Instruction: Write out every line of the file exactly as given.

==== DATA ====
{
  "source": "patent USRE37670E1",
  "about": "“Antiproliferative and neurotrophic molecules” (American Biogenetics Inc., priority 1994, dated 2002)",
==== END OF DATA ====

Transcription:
{
  "source": "patent USRE37670E1",
  "about": "“Antiproliferative and neurotrophic molecules” (American Biogenetics Inc., priority 1994, dated 2002)",